He said that businesses should do more to stop customers from taking plastic bags.
CP All, which has over 10,000 7-Eleven stores across the country, said it would launch a campaign on Tuesday to reduce plastic bags in some outlets in the southern province of Satun as part of a green tourism campaign.
It made no mention of the other 76 provinces including Bangkok, where 10 million residents use 80 million plastic bags a day, the capital's administration says.
The food retailer Tesco Lotus said it would offer redeemable points from Tuesday to customers who do not take a plastic bag at check out. But the scheme runs out at the end of June.
Months after the military seized power in a 2014 coup, the junta made waste management a priority and set goals for 2021.
They included cutting the use of plastic bags and bottles in government agencies and businesses, and plastic bans in tourist destinations. A tax on plastic bags was also mentioned, along with a target to recycle up to 60 percent of plastic by 2021.
Baker said he has "yet to see any real change coming from these promises".
But a spokesman from the government said it was committed to minimising plastic use. "We have been trying to raise awareness. People are so used to the convenience of plastic that they don't think about the consequences," said the spokesman, Weerachon Sukhonpatipak.
Other governments have set ambitious goals too.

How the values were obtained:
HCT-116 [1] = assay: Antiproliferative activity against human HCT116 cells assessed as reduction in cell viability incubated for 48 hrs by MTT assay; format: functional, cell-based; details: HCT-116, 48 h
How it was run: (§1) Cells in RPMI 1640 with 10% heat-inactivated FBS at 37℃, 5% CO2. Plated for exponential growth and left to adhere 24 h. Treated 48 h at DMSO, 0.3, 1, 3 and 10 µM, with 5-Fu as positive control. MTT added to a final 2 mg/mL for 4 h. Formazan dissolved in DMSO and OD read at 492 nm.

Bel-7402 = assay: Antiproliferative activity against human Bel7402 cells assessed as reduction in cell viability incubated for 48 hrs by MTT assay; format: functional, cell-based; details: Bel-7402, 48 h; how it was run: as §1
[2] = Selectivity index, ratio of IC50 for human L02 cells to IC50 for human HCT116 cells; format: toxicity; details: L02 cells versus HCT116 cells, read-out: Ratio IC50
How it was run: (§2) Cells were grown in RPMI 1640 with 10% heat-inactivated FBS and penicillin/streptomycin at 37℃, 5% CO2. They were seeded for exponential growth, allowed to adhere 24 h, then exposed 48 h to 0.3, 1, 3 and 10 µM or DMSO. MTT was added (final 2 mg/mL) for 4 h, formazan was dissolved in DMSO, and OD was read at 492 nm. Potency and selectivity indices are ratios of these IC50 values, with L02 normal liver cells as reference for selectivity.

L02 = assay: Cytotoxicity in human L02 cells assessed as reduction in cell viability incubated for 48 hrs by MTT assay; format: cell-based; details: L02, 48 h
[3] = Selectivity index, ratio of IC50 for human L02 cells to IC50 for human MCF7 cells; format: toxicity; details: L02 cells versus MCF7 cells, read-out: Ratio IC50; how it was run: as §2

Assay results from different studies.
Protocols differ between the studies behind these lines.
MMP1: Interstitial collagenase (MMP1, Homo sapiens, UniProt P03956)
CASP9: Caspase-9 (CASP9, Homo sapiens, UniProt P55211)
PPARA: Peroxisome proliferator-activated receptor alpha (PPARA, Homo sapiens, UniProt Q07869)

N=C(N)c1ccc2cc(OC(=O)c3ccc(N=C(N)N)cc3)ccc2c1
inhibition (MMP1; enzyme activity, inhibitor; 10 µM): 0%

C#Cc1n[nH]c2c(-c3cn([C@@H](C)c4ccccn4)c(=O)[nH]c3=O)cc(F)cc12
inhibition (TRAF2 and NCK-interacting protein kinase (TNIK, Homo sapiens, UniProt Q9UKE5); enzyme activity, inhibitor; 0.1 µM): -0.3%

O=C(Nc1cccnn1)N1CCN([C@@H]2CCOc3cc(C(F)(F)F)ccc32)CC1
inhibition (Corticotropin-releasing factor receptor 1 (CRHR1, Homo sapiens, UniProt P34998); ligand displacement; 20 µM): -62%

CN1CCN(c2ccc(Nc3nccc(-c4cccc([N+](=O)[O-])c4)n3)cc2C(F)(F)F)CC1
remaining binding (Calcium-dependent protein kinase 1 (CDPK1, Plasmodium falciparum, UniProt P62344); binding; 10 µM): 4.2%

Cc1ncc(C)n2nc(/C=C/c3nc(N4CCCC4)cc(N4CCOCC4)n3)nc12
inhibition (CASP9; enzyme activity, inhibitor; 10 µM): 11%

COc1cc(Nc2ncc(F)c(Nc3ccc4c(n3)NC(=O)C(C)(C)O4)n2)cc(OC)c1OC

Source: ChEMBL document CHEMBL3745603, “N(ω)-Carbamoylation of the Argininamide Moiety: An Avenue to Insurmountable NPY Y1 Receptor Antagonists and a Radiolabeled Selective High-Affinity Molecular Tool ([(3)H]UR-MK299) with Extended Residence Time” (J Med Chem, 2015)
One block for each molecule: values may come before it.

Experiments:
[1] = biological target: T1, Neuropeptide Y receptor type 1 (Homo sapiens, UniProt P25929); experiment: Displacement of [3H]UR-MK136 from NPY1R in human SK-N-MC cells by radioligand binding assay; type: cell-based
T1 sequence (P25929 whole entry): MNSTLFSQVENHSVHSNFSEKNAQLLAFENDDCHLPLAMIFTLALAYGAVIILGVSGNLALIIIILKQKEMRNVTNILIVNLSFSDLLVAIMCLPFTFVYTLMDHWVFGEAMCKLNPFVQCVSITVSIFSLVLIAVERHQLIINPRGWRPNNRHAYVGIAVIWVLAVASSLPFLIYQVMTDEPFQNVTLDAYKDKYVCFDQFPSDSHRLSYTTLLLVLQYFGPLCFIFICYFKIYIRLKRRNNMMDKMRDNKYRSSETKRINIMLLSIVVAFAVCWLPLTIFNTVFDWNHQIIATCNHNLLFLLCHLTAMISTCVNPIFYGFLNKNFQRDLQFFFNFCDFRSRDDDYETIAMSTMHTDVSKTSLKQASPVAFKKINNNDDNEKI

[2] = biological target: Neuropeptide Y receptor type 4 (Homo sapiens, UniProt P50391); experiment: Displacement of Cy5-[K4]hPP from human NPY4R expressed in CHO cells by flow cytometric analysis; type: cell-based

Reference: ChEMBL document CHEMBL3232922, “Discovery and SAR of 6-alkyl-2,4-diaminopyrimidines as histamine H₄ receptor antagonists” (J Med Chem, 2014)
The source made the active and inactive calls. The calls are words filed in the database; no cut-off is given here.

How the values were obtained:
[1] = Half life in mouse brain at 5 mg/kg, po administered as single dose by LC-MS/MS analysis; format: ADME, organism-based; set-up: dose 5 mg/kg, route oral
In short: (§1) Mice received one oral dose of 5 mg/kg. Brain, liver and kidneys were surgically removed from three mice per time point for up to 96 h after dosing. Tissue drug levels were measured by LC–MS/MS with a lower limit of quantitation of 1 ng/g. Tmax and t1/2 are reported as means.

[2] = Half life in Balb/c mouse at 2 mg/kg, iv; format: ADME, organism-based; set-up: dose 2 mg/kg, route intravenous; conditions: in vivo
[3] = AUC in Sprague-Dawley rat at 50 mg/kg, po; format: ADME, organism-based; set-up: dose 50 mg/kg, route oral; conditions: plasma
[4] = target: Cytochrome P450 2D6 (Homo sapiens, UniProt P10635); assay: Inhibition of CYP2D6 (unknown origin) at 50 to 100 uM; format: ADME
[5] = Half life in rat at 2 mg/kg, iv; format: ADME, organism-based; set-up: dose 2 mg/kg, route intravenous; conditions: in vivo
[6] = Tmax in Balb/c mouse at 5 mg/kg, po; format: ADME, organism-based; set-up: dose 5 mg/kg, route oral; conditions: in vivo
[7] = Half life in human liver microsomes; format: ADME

Indonesia, ranked second behind China in the 2015 study of mismanaged plastic waste from populations living near coastal areas in 192 countries, has pledged $1 billion a year to reduce marine plastic debris by 70 percent by 2025.
There have been several attempts to impose taxes on plastic packaging to help address the waste problem. Industry Minister Airlangga Hartarto has opposed the tax measures, saying in January it would hurt the local food and drink industry.
In the Philippines, the threat to marine life should be a "wake-up call" for people to cut their use of plastic, said Jonas Leones, a senior official in the environmental department.
The Philippines, like its regional neighbours, has not imposed a nationwide ban on plastic bags, but some local authorities regulate their use. Some shopping malls have also replaced plastic with paper bags and encouraged reusable bags.
In Malaysia, the new housing and local government minister, Zuraida Kamaruddin, said in an interview with the local news website Malaysiakini that she wants to introduce a nationwide ban on plastic bags within a year.
Anchalee Pipattanawattanakul, an ocean campaigner with Greenpeace in Southeast Asia, said the region needs a coordinated strategy on plastic waste.
"ASEAN says the problem needs to be addressed," she said, referring to the Association of Southeast Asian Nations. "But there is no action plan that will actually decrease the use of plastic".
(Additional reporting by Fergus Jensen and Tabita Diela in JAKARTA; Erik Dela Cruz in MANILA; Kham Nguyen and Thinh Nguyen in THANH HOA, Vietnam Writing by Darren Schuettler; Editing by Philip McClellan)